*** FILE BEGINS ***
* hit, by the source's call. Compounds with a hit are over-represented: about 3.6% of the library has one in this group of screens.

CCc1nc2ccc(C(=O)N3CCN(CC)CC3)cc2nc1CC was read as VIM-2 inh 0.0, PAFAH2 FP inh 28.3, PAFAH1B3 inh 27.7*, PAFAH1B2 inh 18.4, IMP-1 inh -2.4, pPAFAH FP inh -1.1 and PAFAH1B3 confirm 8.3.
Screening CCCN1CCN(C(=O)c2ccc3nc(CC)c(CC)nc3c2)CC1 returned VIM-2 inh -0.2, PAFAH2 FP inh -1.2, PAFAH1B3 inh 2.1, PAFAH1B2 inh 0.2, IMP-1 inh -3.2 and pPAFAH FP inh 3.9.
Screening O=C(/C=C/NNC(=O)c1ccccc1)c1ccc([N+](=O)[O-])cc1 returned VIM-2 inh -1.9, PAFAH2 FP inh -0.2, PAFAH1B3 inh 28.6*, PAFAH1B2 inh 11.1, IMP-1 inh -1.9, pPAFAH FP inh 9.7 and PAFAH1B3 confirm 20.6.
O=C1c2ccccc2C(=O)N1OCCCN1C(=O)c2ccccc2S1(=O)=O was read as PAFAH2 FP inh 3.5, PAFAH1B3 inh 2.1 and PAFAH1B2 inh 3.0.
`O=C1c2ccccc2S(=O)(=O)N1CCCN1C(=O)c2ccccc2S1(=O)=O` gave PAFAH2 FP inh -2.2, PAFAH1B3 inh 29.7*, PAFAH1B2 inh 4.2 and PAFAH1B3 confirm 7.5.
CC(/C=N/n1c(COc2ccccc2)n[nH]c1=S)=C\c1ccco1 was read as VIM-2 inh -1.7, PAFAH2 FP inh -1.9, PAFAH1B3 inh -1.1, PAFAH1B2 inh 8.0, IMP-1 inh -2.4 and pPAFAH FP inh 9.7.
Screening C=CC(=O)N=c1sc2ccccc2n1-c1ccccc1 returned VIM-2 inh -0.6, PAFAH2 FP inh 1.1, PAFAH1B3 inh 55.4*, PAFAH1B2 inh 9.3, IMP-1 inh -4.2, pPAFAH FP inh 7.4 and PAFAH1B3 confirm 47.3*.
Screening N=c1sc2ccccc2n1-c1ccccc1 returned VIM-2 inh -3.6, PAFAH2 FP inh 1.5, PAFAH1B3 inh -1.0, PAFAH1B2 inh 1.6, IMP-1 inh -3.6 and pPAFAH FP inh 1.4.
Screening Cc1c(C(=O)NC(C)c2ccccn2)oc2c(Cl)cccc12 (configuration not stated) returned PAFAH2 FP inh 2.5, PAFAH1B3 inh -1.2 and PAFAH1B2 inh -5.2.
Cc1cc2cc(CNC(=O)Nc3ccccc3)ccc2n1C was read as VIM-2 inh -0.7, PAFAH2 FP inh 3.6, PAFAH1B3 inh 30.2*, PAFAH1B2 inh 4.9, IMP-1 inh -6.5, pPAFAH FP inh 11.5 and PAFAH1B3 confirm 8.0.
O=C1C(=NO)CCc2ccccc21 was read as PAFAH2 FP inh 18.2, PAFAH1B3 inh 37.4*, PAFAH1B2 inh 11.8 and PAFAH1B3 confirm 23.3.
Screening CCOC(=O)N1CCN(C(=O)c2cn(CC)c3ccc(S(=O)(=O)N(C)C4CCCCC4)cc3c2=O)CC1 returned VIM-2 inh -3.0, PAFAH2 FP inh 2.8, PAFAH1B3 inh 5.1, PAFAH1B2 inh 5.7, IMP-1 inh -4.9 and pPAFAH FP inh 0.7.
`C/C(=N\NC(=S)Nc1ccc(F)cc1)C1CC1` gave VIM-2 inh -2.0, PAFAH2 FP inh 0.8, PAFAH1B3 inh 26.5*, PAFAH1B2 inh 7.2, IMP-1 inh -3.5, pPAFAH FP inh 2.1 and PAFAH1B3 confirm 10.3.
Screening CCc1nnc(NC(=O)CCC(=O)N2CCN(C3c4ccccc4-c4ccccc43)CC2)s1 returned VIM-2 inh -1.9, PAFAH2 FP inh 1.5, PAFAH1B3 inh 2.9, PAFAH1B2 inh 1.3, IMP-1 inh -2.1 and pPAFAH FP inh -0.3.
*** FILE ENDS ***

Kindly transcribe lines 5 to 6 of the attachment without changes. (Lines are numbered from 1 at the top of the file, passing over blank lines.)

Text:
O=C1c2ccccc2C(=O)N1OCCCN1C(=O)c2ccccc2S1(=O)=O was read as PAFAH2 FP inh 3.5, PAFAH1B3 inh 2.1 and PAFAH1B2 inh 3.0.
`O=C1c2ccccc2S(=O)(=O)N1CCCN1C(=O)c2ccccc2S1(=O)=O` gave PAFAH2 FP inh -2.2, PAFAH1B3 inh 29.7*, PAFAH1B2 inh 4.2 and PAFAH1B3 confirm 7.5.